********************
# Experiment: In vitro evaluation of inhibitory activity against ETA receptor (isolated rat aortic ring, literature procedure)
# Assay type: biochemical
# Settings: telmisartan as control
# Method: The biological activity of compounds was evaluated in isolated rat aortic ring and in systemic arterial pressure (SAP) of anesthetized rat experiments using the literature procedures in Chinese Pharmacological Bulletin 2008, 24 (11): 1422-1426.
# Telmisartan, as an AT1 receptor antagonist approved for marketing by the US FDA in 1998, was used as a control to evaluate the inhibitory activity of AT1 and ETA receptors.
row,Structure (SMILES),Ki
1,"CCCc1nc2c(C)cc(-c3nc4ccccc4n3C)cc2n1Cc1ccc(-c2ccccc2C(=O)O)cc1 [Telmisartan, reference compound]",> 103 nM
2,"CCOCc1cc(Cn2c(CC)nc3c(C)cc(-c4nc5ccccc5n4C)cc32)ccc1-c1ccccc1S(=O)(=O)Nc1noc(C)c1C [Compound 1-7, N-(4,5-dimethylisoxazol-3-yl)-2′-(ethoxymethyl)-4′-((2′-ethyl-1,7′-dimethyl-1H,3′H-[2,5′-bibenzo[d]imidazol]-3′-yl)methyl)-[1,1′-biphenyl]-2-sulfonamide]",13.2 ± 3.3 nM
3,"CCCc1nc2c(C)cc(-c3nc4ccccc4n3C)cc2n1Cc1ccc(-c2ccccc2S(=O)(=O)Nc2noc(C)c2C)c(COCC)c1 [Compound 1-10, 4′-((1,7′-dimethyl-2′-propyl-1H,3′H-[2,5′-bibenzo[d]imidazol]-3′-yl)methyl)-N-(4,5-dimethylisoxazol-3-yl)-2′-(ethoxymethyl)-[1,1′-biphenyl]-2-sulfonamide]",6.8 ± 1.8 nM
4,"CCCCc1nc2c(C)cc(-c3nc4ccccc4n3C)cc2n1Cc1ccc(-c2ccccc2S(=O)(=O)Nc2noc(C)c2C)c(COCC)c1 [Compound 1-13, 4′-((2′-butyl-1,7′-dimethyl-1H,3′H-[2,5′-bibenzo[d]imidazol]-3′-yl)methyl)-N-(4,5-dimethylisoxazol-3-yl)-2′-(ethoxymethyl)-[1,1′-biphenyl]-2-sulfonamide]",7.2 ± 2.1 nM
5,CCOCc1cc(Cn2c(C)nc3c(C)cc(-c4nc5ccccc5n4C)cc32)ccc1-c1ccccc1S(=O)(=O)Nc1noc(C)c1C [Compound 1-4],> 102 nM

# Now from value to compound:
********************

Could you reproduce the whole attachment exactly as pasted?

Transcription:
# Experiment: In vitro evaluation of inhibitory activity against ETA receptor (isolated rat aortic ring, literature procedure)
# Assay type: biochemical
# Settings: telmisartan as control
# Method: The biological activity of compounds was evaluated in isolated rat aortic ring and in systemic arterial pressure (SAP) of anesthetized rat experiments using the literature procedures in Chinese Pharmacological Bulletin 2008, 24 (11): 1422-1426.
# Telmisartan, as an AT1 receptor antagonist approved for marketing by the US FDA in 1998, was used as a control to evaluate the inhibitory activity of AT1 and ETA receptors.
row,Structure (SMILES),Ki
1,"CCCc1nc2c(C)cc(-c3nc4ccccc4n3C)cc2n1Cc1ccc(-c2ccccc2C(=O)O)cc1 [Telmisartan, reference compound]",> 103 nM
2,"CCOCc1cc(Cn2c(CC)nc3c(C)cc(-c4nc5ccccc5n4C)cc32)ccc1-c1ccccc1S(=O)(=O)Nc1noc(C)c1C [Compound 1-7, N-(4,5-dimethylisoxazol-3-yl)-2′-(ethoxymethyl)-4′-((2′-ethyl-1,7′-dimethyl-1H,3′H-[2,5′-bibenzo[d]imidazol]-3′-yl)methyl)-[1,1′-biphenyl]-2-sulfonamide]",13.2 ± 3.3 nM
3,"CCCc1nc2c(C)cc(-c3nc4ccccc4n3C)cc2n1Cc1ccc(-c2ccccc2S(=O)(=O)Nc2noc(C)c2C)c(COCC)c1 [Compound 1-10, 4′-((1,7′-dimethyl-2′-propyl-1H,3′H-[2,5′-bibenzo[d]imidazol]-3′-yl)methyl)-N-(4,5-dimethylisoxazol-3-yl)-2′-(ethoxymethyl)-[1,1′-biphenyl]-2-sulfonamide]",6.8 ± 1.8 nM
4,"CCCCc1nc2c(C)cc(-c3nc4ccccc4n3C)cc2n1Cc1ccc(-c2ccccc2S(=O)(=O)Nc2noc(C)c2C)c(COCC)c1 [Compound 1-13, 4′-((2′-butyl-1,7′-dimethyl-1H,3′H-[2,5′-bibenzo[d]imidazol]-3′-yl)methyl)-N-(4,5-dimethylisoxazol-3-yl)-2′-(ethoxymethyl)-[1,1′-biphenyl]-2-sulfonamide]",7.2 ± 2.1 nM
5,CCOCc1cc(Cn2c(C)nc3c(C)cc(-c4nc5ccccc5n4C)cc32)ccc1-c1ccccc1S(=O)(=O)Nc1noc(C)c1C [Compound 1-4],> 102 nM

# Now from value to compound: